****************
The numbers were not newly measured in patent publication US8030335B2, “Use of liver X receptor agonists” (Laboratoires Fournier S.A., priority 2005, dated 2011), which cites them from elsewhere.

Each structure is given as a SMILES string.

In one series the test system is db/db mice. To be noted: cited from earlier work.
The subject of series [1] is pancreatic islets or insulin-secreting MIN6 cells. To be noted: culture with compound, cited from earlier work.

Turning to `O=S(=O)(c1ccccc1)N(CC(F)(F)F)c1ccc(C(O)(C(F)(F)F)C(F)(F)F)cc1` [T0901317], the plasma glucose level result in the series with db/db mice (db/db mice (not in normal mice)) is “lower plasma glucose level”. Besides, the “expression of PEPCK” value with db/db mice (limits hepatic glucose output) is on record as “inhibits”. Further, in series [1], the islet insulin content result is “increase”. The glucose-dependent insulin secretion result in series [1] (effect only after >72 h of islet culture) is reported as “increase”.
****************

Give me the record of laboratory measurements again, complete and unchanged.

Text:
The numbers were not newly measured in patent publication US8030335B2, “Use of liver X receptor agonists” (Laboratoires Fournier S.A., priority 2005, dated 2011), which cites them from elsewhere.

Each structure is given as a SMILES string.

In one series the test system is db/db mice. To be noted: cited from earlier work.
The subject of series [1] is pancreatic islets or insulin-secreting MIN6 cells. To be noted: culture with compound, cited from earlier work.

Turning to `O=S(=O)(c1ccccc1)N(CC(F)(F)F)c1ccc(C(O)(C(F)(F)F)C(F)(F)F)cc1` [T0901317], the plasma glucose level result in the series with db/db mice (db/db mice (not in normal mice)) is “lower plasma glucose level”. Besides, the “expression of PEPCK” value with db/db mice (limits hepatic glucose output) is on record as “inhibits”. Further, in series [1], the islet insulin content result is “increase”. The glucose-dependent insulin secretion result in series [1] (effect only after >72 h of islet culture) is reported as “increase”.